Securing future of work-based learning in Wales sets conference agenda

Posted on by karen.smith

Securing the future of work-based learning programmes in a time of change is the challenging theme of a major conference in the Welsh capital next month.

National Training Federation for Wales (NTfW), which represents more than 100 organisations involved in the delivery of learning in the workplace in Wales, has attracted an impressive list of keynote speakers for the conference at Cardiff City Football Stadium on November 24.

“In a year that has seen unprecedented change at a Wales, UK and European level, one thing for certain is that apprenticeships, and work-based learning programmes more broadly, are firmly cementing themselves as a key driver of economic success for individuals, employers and the wider Welsh economy,” said Sarah John, NTfW board chair.

“As a sector, we have an enviable record of adapting to change to ensure that our programmes and delivery models meet the needs of many. As we look forward to another period of significant change for the work-based learning sector in Wales, it is more important than ever that, as a network, we play a central role and do not simply allow change to happen to us. Moreover, we need to secure our future in a time of change.

“The conference is an absolute must for anyone involved in work-based learning in Wales, who wants to keep up to date with Welsh Government policies. Delegates have a chance to hear leading keynote speakers and attend workshops of particular relevance and interest to the sector, whilst having a prime opportunity to network with individuals and companies across the training sector within Wales.”

Wales’ Minister for Skills and Science Julie James will be joined on the speaker platform by Sarah John, NUS Wales deputy president Carmen Smith, Alex Rollason from the National Society of Apprentices Wales’ leadership team, Huw Morris, the Welsh Government’s group director of skills, higher education and lifelong learning and Tony Wilson, the Learning and Work Institute’s director of policy and research.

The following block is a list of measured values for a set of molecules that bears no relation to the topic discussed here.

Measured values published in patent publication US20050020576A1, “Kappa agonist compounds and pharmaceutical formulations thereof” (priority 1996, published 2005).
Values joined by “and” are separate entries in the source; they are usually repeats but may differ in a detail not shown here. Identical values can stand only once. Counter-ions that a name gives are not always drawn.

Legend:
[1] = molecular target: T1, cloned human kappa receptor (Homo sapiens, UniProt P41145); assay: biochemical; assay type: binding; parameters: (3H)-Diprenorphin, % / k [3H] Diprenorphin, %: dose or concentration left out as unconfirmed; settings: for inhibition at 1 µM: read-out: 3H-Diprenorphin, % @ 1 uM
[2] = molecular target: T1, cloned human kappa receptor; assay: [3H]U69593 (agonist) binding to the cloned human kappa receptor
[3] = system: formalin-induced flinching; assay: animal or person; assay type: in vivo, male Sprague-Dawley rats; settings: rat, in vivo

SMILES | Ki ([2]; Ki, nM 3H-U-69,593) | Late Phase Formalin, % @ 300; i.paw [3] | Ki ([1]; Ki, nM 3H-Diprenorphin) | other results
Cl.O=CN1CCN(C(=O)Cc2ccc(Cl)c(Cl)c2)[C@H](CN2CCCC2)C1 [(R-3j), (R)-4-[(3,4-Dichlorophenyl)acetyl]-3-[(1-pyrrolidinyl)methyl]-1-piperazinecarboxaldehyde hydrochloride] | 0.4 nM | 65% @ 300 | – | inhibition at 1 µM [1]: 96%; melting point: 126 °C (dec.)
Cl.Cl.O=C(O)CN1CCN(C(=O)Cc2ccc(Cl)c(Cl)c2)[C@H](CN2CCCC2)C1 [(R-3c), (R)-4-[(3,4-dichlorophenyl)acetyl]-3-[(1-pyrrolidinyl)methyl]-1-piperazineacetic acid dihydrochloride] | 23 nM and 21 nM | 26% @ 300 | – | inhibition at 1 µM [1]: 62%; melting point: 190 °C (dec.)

Conference delegates will also have a stimulating selection of workshops to attend during the day. Estyn’s strategic director, Simon Brown will focus on proposed changes to the way education in Wales is inspected from September next year.

The NTfW says the workshop will give work-based learning providers a chance to contribute to Estyn’s consultation phase and prepare for future inspections.

Representatives from awarding organisations in Wales will lead a workshop on significant recent changes to the delivery of revised Essential Skills Wales qualifications, with the aim of making them more trusted and valued by learners and employers.

Alignment of the apprenticeship model to the needs of the Welsh economy will be the subject for Christopher Hare, the Welsh Government’s senior apprenticeships policy manager, while Ryan Evans, the NTfW’s bilingual champion and Richard Evans from the Welsh in Education Branch, will focus on securing the future of Welsh speakers in a time of change.

Hayden Llewellyn, chief executive and Elizabeth Brimble, deputy chief executive of the Education Workforce Council (EWC), will update delegates on the Welsh Government’s drive to require all work-based learning practitioners in Wales to be registered with the EWC from April next year.

Humie Webbe, the NTfW’s equality and diversity champion, will lead a workshop on rising to the challenge of equality and diversity in practice while her colleague, Kelly Edwards, the NTfW’s head of work-based learning quality, will focus on delivering excellence and achieving a high quality work-based learning experience.

Other workshop topics to be covered include moving towards a digital culture, blended learning tools and techniques and learning from and influencing the evaluation process.

Places at the conference may be booked online at at a costs of £195 for NTfW members and
£325 for non-members. Closing date for bookings is Friday, November 4.

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